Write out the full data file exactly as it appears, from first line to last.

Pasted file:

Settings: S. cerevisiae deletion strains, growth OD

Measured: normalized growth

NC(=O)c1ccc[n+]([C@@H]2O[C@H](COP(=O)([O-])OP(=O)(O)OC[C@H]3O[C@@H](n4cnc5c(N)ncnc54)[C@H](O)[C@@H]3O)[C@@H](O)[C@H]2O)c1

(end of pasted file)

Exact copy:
Settings: S. cerevisiae deletion strains, growth OD

Measured: normalized growth

NC(=O)c1ccc[n+]([C@@H]2O[C@H](COP(=O)([O-])OP(=O)(O)OC[C@H]3O[C@@H](n4cnc5c(N)ncnc54)[C@H](O)[C@@H]3O)[C@@H](O)[C@H]2O)c1